It's not quite as deep as Venus and Serena dodging broken glass on the Compton courts or Anastasia Myskina and Elena Dementieva's pizza parties at the Spartak club in Moscow, but Novak Djokovic and Ana Ivanovic still go back a long way. The two 20-year-old Belgrade-born Serbs have also been moving up the tennis ranks at a similar pace, and their strong starts to the year have put the summit within sight. Djokovic won the Australian Open in January while Ivanovic reached the final, with the two then sweeping the singles at Indian Wells.

Djokovic has a reasonable shot at pulling off the Indian Wells-Miami double, which some say is just as tough to win as a Grand Slam title. The list of men who've managed it is certainly an accomplished one -- Federer, Andre Agassi, Pete Sampras, Marcelo Rios, Jim Courier and Michael Chang -- and all except Chang have achieved Djokovic's lifetime goal of reaching No. 1.

Things should be tougher for Ivanovic because Miami will have a much deeper field than Indian Wells. Still, the draw has been extremely kind, putting Justine Henin, Serena Williams and Venus Williams in the other half.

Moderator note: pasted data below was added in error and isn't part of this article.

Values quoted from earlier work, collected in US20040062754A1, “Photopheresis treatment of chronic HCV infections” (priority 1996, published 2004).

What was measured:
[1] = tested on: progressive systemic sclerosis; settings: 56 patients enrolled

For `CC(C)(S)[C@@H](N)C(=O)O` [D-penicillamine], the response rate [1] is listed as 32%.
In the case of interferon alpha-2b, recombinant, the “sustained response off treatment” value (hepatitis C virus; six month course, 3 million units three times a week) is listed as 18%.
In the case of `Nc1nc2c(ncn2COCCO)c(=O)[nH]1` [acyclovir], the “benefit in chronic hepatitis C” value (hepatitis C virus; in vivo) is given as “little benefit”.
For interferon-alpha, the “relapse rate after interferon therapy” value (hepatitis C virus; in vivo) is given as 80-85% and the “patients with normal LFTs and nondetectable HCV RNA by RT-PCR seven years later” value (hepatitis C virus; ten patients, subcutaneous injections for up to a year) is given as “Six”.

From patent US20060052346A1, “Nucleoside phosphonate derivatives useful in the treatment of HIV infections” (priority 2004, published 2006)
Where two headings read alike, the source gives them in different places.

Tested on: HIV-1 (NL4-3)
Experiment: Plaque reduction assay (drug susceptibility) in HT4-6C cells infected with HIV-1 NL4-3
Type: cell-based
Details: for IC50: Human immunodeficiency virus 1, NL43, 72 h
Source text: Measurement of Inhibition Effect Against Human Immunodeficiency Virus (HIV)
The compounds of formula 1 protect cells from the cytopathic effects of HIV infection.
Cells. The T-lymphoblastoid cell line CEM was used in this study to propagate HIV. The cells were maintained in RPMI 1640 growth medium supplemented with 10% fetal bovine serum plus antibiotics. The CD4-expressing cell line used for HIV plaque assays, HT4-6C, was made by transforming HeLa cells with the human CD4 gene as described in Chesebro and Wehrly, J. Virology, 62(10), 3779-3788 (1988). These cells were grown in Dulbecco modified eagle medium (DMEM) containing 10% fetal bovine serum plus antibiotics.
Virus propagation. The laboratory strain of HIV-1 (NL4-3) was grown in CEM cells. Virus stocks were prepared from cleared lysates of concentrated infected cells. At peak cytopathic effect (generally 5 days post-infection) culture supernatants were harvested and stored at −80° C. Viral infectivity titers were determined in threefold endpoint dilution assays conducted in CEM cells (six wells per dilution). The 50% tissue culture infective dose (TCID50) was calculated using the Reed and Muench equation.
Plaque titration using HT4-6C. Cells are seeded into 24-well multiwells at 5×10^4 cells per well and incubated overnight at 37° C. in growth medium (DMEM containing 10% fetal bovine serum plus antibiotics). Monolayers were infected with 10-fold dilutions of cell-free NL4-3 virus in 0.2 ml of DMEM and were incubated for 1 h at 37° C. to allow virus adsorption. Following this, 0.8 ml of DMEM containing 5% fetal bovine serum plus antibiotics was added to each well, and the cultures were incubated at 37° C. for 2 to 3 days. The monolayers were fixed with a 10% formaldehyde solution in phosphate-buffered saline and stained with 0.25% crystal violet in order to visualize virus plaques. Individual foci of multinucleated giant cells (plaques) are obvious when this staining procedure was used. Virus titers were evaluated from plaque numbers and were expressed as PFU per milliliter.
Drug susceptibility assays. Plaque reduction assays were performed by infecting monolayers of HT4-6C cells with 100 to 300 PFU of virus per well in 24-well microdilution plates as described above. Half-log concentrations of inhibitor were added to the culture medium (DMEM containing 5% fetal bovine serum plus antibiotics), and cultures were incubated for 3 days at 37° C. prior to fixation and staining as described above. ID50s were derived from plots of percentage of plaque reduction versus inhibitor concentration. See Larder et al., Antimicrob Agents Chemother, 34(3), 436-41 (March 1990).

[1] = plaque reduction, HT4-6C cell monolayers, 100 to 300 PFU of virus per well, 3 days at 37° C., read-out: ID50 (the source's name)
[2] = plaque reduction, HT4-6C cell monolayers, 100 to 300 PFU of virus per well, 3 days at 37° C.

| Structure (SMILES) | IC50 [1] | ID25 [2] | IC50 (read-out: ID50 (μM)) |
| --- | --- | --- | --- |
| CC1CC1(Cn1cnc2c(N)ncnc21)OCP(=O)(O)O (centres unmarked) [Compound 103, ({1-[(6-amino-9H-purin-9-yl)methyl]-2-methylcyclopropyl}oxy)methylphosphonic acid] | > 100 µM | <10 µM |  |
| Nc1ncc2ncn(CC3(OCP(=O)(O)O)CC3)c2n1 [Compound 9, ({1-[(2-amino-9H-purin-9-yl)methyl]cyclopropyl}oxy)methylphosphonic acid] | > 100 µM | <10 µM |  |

And what of Jelena Jankovic? She's been chronically overplaying and getting left out of the conversation as her results fade. She's scheduled to meet Ivanovic in the semifinals again -- their meeting in Indian Wells marked Jankovic's fifth straight defeat against her national rival.

Will the Williams sisters emerge from hibernation?

The two had their first all-sister matchup since the 2005 U.S. Open a few weeks ago at the WTA event in Bangalore. Serena won in a third-set tiebreak and edged ahead 8-7 in their career head-to-head.

As always, no one quite knows what to expect from them -- they're just as capable of winning the whole thing or going out early. This marks only Serena's third event of the year, while Venus has played four with very mixed results.

Serena and Henin are scheduled to meet in the quarterfinals for what seems like the umpteenth time in the last 10 months. A year ago, they played the final in Miami, with Serena winning a dramatic come-from-behind encounter. This time, the winner of the matchup could face Venus in the semifinals.